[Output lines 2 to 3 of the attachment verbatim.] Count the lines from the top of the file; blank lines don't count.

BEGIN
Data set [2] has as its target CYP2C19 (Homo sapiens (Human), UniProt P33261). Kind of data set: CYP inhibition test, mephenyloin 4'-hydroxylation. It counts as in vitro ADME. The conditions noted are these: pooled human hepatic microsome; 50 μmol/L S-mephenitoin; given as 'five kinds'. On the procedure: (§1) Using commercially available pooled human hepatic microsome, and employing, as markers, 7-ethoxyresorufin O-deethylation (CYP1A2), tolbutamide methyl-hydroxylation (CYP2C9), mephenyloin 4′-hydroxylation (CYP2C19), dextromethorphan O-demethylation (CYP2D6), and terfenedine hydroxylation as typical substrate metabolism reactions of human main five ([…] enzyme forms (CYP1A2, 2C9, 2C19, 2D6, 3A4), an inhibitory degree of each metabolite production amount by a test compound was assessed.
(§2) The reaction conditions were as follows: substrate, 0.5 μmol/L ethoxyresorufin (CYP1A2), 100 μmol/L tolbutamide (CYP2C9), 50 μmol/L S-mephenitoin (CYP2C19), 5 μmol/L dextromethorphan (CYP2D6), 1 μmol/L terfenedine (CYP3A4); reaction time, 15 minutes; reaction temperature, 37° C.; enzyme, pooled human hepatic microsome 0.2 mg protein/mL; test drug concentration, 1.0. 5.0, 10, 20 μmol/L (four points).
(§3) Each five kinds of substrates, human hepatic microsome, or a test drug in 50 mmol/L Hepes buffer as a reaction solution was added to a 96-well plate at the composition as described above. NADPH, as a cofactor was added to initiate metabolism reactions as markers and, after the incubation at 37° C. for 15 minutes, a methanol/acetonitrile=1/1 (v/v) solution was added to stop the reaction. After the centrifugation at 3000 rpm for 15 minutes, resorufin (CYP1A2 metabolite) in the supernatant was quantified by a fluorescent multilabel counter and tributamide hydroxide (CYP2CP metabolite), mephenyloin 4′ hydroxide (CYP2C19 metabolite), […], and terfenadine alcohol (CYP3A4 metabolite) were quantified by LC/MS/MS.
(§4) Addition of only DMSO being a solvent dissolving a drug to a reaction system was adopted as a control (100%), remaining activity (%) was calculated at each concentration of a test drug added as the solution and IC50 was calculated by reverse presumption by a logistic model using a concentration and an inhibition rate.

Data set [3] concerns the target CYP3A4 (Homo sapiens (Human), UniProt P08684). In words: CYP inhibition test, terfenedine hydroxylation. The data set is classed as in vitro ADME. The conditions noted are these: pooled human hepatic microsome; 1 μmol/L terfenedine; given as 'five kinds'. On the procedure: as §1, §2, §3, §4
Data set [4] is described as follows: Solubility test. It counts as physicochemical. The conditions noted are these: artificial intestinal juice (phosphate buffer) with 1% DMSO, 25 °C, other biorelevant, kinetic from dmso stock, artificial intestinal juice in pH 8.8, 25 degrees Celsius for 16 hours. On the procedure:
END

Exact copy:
(§2) The reaction conditions were as follows: substrate, 0.5 μmol/L ethoxyresorufin (CYP1A2), 100 μmol/L tolbutamide (CYP2C9), 50 μmol/L S-mephenitoin (CYP2C19), 5 μmol/L dextromethorphan (CYP2D6), 1 μmol/L terfenedine (CYP3A4); reaction time, 15 minutes; reaction temperature, 37° C.; enzyme, pooled human hepatic microsome 0.2 mg protein/mL; test drug concentration, 1.0. 5.0, 10, 20 μmol/L (four points).
(§3) Each five kinds of substrates, human hepatic microsome, or a test drug in 50 mmol/L Hepes buffer as a reaction solution was added to a 96-well plate at the composition as described above. NADPH, as a cofactor was added to initiate metabolism reactions as markers and, after the incubation at 37° C. for 15 minutes, a methanol/acetonitrile=1/1 (v/v) solution was added to stop the reaction. After the centrifugation at 3000 rpm for 15 minutes, resorufin (CYP1A2 metabolite) in the supernatant was quantified by a fluorescent multilabel counter and tributamide hydroxide (CYP2CP metabolite), mephenyloin 4′ hydroxide (CYP2C19 metabolite), […], and terfenadine alcohol (CYP3A4 metabolite) were quantified by LC/MS/MS.